HC Deb 05 April 1869 vol 195 cc217-21

Order for Committee read.

Motion made, and Question proposed, "That Mr. Speaker do now leave the Chair."


said, he would move, "That this House will, upon this day six months, resolve itself into the said Committee." Every piece of legislation that sought to set up anew, aim revive such mediæval institutions as this court was likely to retard any comprehensive system of law reform. The curse of our system of judicature was the number and variety of our courts of law. This was an ancient court, established when counties palatine were erected, with a view to protect the inhabitants from the incursions of the people of Scotland and Wales, but now there was no use for it, and why should this special; jurisdiction be not only preserved but encouraged? In 1867 a similar measure was introduced by the right hon. Gentleman opposite, at that time Chancellor of the Duchy of Lancaster, and it was with drawn on the ground that the Judicature Commission was about to issue. That Commission had just made its first Report, which would be on the table in a few days; and considerable changes had been recommended. The object of the present Bill, which had been introduced and pressed forward with undue haste, was to defeat the measure proposed by the Commission. The Judges of this court were generally the Judges who attended the circuit, but the centre of the court was in Preston, and no attorney in Manchester and Liverpool would think of bringing an action there unless he expected to get a judgment by default, preferring to come to London, where he had the advantage of the best legal advice. In the last cause list at Liverpool out of seventy-three cases only eleven were taken out of the Court of Common Pleas of the County Palatine of Lancaster. The Bill would establish prothonotaries at Liverpool and Manchester, for the purpose of saving agency fees for the attorneys in those towns. He would undertake to say that it would not confer the slightest benefit on suitors, or lessen in any appreciable degree their expenses. It would simply benefit a few attorneys in Liverpool and Manchester, who were promoting it. Why should not Bolton, Warrington, and other large towns in Lancashire be considered, as well as Liverpool and Manchester? These prothonotaries, considering the important powers they would have to exercise, must be paid large salaries. Why should this expense be put upon the country, and that, too, when we were on the eve of a great reform of our judicature? If they were once appointed, it would be impossible to get rid of them without heavily compensating them. There was no public ground whatever on which the Bill had been brought forward, and it ought to be rejected. There was not, he believed, a single Petition in its favour.

Amendment proposed, to leave out from the word "That" to the end of the Question, in order to add the words "this House will, upon this day six months, resolve itself into the said Committee,"—(Mr. Serjeant Simon,)—instead thereof.

Question proposed, "That the words proposed to be left out stand part of the Question."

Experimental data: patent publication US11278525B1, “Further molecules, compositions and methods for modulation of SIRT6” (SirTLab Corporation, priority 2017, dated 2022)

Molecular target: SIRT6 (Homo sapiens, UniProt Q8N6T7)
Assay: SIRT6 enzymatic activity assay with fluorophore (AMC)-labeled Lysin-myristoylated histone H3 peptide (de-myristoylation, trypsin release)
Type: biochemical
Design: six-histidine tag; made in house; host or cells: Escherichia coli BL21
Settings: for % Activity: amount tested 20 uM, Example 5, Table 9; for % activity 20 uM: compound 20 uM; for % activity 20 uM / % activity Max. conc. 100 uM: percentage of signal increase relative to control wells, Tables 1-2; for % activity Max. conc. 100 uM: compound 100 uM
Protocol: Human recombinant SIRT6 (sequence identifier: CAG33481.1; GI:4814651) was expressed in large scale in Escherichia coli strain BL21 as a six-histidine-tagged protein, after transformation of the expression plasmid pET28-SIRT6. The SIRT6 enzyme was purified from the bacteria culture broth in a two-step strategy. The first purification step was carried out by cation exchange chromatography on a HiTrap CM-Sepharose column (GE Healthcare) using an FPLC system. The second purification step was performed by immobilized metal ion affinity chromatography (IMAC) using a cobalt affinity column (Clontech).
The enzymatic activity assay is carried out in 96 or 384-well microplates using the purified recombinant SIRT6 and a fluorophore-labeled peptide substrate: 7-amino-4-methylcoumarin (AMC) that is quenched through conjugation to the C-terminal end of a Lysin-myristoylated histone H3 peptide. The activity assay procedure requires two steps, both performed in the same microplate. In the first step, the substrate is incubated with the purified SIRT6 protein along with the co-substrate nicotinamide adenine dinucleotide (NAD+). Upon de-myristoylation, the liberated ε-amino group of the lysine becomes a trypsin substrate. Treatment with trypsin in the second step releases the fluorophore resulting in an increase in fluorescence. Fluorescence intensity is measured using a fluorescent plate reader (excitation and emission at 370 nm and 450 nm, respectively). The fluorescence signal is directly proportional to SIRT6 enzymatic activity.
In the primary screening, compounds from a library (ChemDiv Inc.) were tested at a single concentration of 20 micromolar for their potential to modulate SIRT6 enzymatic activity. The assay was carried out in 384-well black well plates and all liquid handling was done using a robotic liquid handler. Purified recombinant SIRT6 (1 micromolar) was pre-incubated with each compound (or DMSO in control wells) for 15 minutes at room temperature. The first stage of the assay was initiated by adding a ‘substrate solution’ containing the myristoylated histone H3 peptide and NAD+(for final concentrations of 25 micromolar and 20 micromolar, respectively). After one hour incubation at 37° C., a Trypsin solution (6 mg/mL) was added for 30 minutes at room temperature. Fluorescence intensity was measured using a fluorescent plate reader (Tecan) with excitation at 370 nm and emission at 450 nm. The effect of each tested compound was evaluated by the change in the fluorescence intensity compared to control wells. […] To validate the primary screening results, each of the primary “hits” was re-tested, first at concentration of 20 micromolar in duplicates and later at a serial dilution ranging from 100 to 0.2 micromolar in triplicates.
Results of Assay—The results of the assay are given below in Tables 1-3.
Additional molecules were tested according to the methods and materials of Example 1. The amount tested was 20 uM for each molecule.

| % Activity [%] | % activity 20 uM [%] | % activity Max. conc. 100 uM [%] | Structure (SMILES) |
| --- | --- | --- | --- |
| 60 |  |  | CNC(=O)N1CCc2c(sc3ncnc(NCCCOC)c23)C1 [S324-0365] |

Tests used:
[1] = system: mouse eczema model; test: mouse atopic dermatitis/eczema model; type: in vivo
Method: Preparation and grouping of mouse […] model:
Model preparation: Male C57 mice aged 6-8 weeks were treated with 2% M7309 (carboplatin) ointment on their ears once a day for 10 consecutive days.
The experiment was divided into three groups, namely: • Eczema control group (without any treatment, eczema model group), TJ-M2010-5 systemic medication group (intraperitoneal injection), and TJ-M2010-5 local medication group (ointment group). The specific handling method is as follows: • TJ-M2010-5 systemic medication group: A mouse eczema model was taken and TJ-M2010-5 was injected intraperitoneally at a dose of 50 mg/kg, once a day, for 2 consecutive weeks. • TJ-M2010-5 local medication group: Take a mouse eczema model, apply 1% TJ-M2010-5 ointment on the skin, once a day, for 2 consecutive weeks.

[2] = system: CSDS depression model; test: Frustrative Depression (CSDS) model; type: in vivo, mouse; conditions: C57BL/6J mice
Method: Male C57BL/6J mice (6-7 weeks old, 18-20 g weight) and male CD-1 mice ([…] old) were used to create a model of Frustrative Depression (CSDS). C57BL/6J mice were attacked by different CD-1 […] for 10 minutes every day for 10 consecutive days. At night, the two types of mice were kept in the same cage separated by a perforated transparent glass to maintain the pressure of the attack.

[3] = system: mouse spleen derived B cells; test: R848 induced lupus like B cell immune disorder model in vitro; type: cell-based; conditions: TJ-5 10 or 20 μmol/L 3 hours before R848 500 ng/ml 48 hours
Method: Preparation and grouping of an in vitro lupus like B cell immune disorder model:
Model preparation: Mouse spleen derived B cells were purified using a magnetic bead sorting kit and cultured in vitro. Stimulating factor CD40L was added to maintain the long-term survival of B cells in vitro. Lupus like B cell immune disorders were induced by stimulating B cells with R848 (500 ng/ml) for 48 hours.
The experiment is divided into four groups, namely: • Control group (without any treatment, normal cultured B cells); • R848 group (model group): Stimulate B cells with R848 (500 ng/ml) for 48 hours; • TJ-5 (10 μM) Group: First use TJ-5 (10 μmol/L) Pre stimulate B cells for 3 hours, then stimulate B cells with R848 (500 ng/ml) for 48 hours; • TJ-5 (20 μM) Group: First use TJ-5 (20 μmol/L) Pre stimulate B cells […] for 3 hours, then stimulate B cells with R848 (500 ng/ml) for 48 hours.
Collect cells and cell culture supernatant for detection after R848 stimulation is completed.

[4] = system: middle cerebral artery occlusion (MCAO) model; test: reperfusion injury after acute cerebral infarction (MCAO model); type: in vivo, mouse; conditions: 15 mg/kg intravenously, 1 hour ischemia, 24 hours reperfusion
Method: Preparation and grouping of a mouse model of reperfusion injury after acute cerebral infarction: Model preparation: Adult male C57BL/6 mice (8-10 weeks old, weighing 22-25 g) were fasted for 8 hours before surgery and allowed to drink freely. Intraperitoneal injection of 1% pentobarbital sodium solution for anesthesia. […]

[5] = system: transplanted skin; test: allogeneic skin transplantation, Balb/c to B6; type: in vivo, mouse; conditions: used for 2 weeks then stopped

said, that the feeling in Lancashire was almost unanimously in favour of the Bill. He was surprised that it should be supposed that the Bill would occasion any charge on the Consolidated Fund, for since the reign of Henry IV. the funds of the Duchy of Lancaster had been kept separate and distinct. The measure could hardly be said to have been brought on hastily, for legislation on the subject began in 1867, and this very Bill had been read three times in the House of Lords. In former days the Assizes for the county palatine were held in Lancaster, but by an Act passsed in the reign of William IV. the Crown was enabled to give Assizes to other places. The southern division of the county had now become more important than the northern, and in 1835 Assizes were given to Liverpool, and subsequently to Manchester. The prothonotary's office, however, still remained at Preston; and to this day all the solicitors in the county having to transact business similar to what was transacted by the Master of the Queen's Bench at Westminster, had to repair or send to Preston for the purpose. It was extremely important that prothonotaries should be appointed for these towns, in order that writs, &c, might be obtained there at once, without the necessity of employing agents at Preston. In fact, the opposition to this Bill proceeded from the attorneys of Preston, who were afraid of losing their fees for agency. It had not been deemed necessary that the office of prothonotary should be held by a lawyer. From the time of John of Gaunt, almost, it had been held by some one who was either a favourite of the King or a friend of the Chancellor of the Duchy for the time being. The last holder of this somewhat lucrative sinecure was the late Sir Charles Phipps, who probably never was at Preston in his life. He had, however, a deputy, a most excellent officer, to whom he paid a small salary, and by him the duties of the office were performed most efficiently. On the death of Sir Charles Phipps it was suggested to Her Majesty that the office ought not to be filled up; and Her Majesty, ever willing to subordinate her undoubted rights of patronage to the benefit of her people, acquiesced in the proposed surrender, so as to admit of the appointment of competent officers in the different districts. Before the arrangement, however, was completed, a change of Government occurred; but hon. Gentlemen opposite took the same view as their predecessors, and a measure was introduced which was only defeated by the pressure upon the time of Parliament occasioned by the Reform measure. Now that this difficulty was removed, the Bill, which had obtained the sanction of two Governments, ought surely to be passed.